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Top Inventor - The Master Inventor - History of Overhead Garage Doors Automation of Textile Machines - 140 Patents

Howard Colman is perhaps one of the world's top inventors with over 140 patents to his name. He started inventing at age 5! Most importantly as patent attorneys confide most patents never go into production. Worst yet, most new products never get off the ground due to lack of marketing dollars. Not true for Howard Colman. He partnered with the very best, was persistent, and it also helped a little that he was simply a genius at mechanical inventions. Who is Howard Colman? What did he invent? One of his first inventions was stated to have been among the most profitable of all patented items. In fact the very shirt on your back is attributable to Mr. Colman - he invented the process of automating the knots in weaving cloth. See the machine in operation, the multi-national company that he built and hear how he had the first thought of the famous binary bits which provided the foundation for all computers as we know them today.

Knot Tying Machine

vintage line drawing of a female worker manually tying knots on a textile loom - Howard Coman invented the knot tying machine that catapulted the industrial revolution

vintage line drawing of a female worker manually tying knots on a textile loom - Howard Coman invented the knot tying machine that catapulted the industrial revolution

Howard Colman = Master Inventor

black and white photo of Howard Coleman

black and white photo of Howard Coleman

Barber Colman Company

logo of Barber Colman Company

logo of Barber Colman Company

radio controlled garage door opener news clipping about Barber Colman

radio controlled garage door opener news clipping about Barber Colman

Examples of Colman's Inventions - Oscilating Fan

Sample Overhead Garage Door Mechanism photo courtesy of

Sample Overhead Garage Door Mechanism photo courtesy of

Barber Colman Thermostat

Barber Colman Thermostat

Barber Colman fan

Barber Colman fan

Colman HVAC switches

Colman HVAC switches

Master Inventor

Author Jon Lundin captured the facts of Mr. Colman's life in a book he aptly named "The Master Inventor". The "Master Inventor" chronicles the engineering masterpieces Colman not only initiated but perfected and successfully took to market. At one point in his career in the turn of the century, his company had over 10,000 employees.

Barber's Connection - Financial Not "Operating Partner"

Howard Colman grew up in Wisconsin, subsequently moved to Rockford and his company operated under the name of Barber Colman. For decades, Rockfordians assumed Mr. Barber and Mr. Colman were partners. That was not the case at all. Mr. Barber was an entrepreneur who took an interest in Colman's endeavors (actually Barber was the father of a boyhood friend of Howard Colman) and assisted financially in the start of his many inventions. To the integrity and credit of Colman, he always gave credit to Mr. Barber and the return on Mr. Barber's investment was not only monumental financially but also historically.

The Master Inventor - Aptly Named - Oscillating Fan Overhead Garage Door Automotive and More

You see in Jon Lundin's book, The Master Inventor, Howard Colman has been credited by an engineer to have given birth to the very first inkling of a computer and the binary bits. Howard Colman was aptly labeled The Master Inventor not just for multitude of US patents and international patents but also for the breadth of industries that he serviced. The overhead garage door, the isolating fan were the items my Grandmother told me about. But Colman also was responsible for over 20 automotive patents, milk measuring patents in addition to countless other electrical patents.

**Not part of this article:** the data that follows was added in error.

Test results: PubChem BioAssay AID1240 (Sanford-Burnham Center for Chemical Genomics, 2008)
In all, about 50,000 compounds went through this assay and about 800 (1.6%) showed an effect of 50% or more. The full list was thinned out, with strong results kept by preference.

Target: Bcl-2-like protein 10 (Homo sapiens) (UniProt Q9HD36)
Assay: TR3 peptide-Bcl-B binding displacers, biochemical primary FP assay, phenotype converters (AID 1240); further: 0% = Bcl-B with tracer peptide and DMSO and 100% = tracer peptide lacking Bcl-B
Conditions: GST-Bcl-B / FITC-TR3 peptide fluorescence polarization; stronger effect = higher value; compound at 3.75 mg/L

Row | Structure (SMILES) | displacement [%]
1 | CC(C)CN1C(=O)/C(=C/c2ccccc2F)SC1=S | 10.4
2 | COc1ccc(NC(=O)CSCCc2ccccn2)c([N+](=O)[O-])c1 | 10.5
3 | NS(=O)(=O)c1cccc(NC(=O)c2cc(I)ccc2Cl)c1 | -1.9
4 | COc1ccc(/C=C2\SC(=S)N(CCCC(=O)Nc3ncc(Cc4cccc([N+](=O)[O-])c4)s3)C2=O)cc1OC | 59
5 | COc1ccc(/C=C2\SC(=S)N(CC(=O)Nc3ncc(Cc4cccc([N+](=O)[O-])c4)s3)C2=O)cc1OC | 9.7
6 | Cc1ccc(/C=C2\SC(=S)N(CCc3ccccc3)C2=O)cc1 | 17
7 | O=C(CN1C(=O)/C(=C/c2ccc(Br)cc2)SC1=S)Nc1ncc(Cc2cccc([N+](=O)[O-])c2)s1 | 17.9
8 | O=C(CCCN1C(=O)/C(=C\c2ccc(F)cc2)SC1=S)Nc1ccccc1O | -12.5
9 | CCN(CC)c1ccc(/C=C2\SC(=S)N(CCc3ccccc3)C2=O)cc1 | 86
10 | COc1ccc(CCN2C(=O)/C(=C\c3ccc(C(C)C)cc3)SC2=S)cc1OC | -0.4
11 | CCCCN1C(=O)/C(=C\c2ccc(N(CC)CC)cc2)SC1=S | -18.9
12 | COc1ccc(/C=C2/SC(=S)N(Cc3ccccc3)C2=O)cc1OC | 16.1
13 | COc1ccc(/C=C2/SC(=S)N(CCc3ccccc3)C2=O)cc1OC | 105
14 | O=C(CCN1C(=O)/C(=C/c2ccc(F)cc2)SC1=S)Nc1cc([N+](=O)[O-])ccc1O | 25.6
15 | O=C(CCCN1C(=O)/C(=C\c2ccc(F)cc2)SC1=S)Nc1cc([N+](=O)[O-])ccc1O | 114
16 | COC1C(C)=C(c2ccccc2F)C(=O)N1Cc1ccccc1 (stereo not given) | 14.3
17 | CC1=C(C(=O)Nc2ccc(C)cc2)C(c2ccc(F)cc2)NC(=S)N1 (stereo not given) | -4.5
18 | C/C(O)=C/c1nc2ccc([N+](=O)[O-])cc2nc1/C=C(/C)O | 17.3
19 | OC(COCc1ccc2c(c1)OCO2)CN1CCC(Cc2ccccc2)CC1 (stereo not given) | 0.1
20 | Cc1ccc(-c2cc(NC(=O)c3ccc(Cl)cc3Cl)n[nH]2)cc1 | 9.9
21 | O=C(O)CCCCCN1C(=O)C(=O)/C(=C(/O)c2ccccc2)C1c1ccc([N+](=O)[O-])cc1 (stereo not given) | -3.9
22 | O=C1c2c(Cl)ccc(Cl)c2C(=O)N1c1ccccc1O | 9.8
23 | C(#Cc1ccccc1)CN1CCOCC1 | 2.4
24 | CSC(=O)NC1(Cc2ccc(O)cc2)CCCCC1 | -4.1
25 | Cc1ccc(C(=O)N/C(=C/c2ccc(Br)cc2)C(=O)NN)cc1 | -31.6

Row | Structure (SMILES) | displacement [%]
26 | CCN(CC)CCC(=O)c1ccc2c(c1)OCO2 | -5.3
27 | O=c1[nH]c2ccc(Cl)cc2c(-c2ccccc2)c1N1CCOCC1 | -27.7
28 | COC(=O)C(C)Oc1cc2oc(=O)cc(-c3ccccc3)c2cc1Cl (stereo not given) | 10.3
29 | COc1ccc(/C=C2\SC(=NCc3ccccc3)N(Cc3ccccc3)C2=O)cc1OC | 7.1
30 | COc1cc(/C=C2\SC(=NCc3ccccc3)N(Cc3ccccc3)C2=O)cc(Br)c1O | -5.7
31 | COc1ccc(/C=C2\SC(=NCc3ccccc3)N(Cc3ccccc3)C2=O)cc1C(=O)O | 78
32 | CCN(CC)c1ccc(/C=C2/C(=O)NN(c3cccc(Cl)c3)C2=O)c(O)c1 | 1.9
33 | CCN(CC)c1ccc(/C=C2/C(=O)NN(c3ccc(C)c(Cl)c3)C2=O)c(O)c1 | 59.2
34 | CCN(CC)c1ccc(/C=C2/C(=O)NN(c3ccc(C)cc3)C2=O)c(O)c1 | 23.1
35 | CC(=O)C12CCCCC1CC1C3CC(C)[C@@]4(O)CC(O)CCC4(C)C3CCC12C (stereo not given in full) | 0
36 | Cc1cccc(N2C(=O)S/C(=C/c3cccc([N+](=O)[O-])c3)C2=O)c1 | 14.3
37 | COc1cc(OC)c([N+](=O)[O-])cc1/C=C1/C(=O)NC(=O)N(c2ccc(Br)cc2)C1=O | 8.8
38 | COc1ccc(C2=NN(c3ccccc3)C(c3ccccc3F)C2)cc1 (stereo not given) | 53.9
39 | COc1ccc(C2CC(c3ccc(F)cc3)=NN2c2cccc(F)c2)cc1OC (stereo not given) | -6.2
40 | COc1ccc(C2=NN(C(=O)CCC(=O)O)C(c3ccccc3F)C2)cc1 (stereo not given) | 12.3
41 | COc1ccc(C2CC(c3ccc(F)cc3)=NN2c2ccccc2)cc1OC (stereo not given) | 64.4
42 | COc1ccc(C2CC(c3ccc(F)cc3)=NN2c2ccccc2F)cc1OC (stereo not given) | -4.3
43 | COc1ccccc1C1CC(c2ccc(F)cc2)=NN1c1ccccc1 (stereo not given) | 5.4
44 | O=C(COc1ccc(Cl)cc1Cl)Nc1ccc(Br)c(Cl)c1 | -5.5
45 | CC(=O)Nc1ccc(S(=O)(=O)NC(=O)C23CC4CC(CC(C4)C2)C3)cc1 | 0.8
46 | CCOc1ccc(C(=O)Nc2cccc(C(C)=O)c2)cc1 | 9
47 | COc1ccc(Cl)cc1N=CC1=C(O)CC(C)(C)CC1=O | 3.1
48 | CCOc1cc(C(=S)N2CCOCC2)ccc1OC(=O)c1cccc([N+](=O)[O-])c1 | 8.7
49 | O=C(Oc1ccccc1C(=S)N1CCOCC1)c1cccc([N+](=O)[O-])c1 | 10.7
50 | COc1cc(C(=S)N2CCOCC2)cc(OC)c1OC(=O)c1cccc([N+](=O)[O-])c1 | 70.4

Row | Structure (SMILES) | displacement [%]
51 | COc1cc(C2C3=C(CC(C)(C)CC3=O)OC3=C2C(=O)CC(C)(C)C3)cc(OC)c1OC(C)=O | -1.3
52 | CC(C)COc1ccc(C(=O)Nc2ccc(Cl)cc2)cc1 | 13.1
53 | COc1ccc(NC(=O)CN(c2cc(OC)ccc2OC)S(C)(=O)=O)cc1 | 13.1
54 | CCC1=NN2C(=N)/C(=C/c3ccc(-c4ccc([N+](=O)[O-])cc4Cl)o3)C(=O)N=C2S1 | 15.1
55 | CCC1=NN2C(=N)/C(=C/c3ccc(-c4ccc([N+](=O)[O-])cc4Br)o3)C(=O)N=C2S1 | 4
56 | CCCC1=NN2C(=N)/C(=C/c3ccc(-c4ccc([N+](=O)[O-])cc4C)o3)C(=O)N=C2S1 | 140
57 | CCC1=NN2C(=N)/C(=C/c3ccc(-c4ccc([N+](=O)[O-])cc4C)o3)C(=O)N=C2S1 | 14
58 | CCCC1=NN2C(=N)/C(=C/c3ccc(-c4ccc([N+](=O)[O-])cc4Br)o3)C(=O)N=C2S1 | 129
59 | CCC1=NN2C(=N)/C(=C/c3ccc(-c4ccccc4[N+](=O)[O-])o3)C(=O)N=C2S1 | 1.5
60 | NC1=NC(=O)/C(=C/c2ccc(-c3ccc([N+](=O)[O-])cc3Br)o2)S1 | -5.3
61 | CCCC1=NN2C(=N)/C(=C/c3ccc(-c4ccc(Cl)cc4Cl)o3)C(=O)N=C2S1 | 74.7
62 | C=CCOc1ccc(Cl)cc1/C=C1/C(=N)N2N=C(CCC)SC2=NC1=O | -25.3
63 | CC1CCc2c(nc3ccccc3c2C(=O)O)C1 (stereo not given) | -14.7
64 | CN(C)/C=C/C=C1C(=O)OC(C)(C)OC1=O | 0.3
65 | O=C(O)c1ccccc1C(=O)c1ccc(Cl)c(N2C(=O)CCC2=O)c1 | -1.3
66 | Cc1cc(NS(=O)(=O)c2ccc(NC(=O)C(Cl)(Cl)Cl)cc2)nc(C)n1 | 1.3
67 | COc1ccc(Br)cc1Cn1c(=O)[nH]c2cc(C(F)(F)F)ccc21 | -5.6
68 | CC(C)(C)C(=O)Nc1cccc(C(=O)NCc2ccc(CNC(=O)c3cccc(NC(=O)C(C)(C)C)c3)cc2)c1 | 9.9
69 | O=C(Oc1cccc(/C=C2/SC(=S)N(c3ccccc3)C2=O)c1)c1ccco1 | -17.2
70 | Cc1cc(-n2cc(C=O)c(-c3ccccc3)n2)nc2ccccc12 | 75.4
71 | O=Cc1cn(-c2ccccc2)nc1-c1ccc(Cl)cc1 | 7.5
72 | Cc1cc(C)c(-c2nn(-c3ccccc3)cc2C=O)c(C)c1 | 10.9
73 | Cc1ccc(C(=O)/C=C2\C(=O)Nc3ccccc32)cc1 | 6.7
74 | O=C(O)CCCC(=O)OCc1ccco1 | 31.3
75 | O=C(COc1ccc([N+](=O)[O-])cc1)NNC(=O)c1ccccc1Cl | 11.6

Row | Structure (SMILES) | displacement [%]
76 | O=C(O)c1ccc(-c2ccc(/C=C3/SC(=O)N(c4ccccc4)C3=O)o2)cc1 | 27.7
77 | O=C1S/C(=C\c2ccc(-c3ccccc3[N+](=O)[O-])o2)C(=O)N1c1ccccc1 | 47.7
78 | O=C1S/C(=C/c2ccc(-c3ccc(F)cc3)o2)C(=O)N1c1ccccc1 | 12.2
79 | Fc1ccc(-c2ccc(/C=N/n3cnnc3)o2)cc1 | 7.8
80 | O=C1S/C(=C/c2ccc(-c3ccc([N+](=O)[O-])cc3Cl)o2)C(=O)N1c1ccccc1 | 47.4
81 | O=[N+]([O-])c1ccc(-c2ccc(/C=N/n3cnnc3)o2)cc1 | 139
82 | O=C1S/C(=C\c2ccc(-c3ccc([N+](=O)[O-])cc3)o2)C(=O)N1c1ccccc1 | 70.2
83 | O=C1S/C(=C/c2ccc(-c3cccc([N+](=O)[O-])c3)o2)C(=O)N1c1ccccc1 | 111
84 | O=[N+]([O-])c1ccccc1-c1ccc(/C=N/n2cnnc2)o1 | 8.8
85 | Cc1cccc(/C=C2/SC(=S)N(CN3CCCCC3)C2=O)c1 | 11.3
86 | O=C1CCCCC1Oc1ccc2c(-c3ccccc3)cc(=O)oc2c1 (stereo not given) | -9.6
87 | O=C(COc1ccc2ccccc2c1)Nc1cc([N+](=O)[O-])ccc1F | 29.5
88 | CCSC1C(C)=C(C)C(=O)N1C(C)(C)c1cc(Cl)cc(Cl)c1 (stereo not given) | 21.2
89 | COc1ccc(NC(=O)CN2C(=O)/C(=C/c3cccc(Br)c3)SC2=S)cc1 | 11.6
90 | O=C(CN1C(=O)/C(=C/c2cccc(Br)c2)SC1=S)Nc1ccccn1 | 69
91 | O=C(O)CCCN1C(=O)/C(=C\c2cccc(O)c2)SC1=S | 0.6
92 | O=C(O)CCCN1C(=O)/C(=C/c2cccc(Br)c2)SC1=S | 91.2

Stairway Story with Santa Claus

As a fitness professional, I found interesting a wonderful story about how Howard Colman (during the time of the 10,000 employees) always took the stairs - never the elevator!

But the book details how humble Mr. Colman was and how few people knew who he was and how few people ever saw a photo of him - even his very own employees. The book recounts how one day Colman took the elevator and a fellow employee stated that he had not seen him around the plant before and asked his name.

Colman replied openly and honestly "Howard Colman". The fellow employee replied honestly also without hesitation "And I am Santa Claus"!

This story exemplifies the real life that Howard Colman lead. A humble man who was unassuming and yet one of the world's greatest inventors of all time! His dedication to invention and his dedication to physical activities of taking the stairs are two very admirable and very rare traits.

The Second Patent - The First Professional Attempt

Howard Colman started on the tying machine patent at a young age and it would not be complete for over 14 years! While he was working on this complicated endeavor he turned his attention to other needs in the farming world and his first patent was for measuring milk. It was the tying machine technology that was needed around the world. His global patents for this one device were perhaps the most profitable in relative terms in all of history. First begun in the wonderful state of Wisconsin, locating to Rockford, Illinois and then launching worldwide where his technology continues to be utilized throughout the world even today!

Most Profitable Invention Ever - Warp Machine - Threads for Textiles

photo fhte manual process of tying on the warp textile machine

photo fhte manual process of tying on the warp textile machine

The Invention of the Mechanical Knot Tying Machine

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One of the Most Profitable Patents In History - Warp Tying Machine

Warp is a verb and noun pertaining to distortion and twisting, and to lines and ropes used in the contexts below.

One of the major problems for the textile industry at the time was the complete automation of the weaving process. The looms were automatic but the knots were hand tied.